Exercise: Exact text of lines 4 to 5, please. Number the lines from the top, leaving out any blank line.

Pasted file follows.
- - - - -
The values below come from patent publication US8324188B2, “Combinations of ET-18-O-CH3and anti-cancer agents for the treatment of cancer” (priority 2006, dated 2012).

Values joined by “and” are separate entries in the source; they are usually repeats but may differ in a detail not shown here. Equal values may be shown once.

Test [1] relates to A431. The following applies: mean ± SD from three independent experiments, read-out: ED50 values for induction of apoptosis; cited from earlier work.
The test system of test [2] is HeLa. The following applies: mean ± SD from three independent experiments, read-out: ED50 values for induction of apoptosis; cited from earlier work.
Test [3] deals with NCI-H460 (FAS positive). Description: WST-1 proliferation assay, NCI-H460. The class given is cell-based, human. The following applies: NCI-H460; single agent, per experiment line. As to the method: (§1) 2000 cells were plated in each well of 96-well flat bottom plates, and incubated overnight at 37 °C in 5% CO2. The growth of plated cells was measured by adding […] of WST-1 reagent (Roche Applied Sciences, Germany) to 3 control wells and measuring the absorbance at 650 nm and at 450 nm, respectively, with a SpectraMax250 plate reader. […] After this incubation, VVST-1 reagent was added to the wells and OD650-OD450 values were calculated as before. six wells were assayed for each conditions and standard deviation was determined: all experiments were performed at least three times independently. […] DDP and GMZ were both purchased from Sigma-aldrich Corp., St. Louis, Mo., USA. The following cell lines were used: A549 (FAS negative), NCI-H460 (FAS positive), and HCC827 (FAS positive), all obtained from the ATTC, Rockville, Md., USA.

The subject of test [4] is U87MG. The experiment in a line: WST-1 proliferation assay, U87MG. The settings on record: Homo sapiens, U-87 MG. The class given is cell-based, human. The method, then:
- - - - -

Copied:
The test system of test [2] is HeLa. The following applies: mean ± SD from three independent experiments, read-out: ED50 values for induction of apoptosis; cited from earlier work.
Test [3] deals with NCI-H460 (FAS positive). Description: WST-1 proliferation assay, NCI-H460. The class given is cell-based, human. The following applies: NCI-H460; single agent, per experiment line. As to the method: (§1) 2000 cells were plated in each well of 96-well flat bottom plates, and incubated overnight at 37 °C in 5% CO2. The growth of plated cells was measured by adding […] of WST-1 reagent (Roche Applied Sciences, Germany) to 3 control wells and measuring the absorbance at 650 nm and at 450 nm, respectively, with a SpectraMax250 plate reader. […] After this incubation, VVST-1 reagent was added to the wells and OD650-OD450 values were calculated as before. six wells were assayed for each conditions and standard deviation was determined: all experiments were performed at least three times independently. […] DDP and GMZ were both purchased from Sigma-aldrich Corp., St. Louis, Mo., USA. The following cell lines were used: A549 (FAS negative), NCI-H460 (FAS positive), and HCC827 (FAS positive), all obtained from the ATTC, Rockville, Md., USA.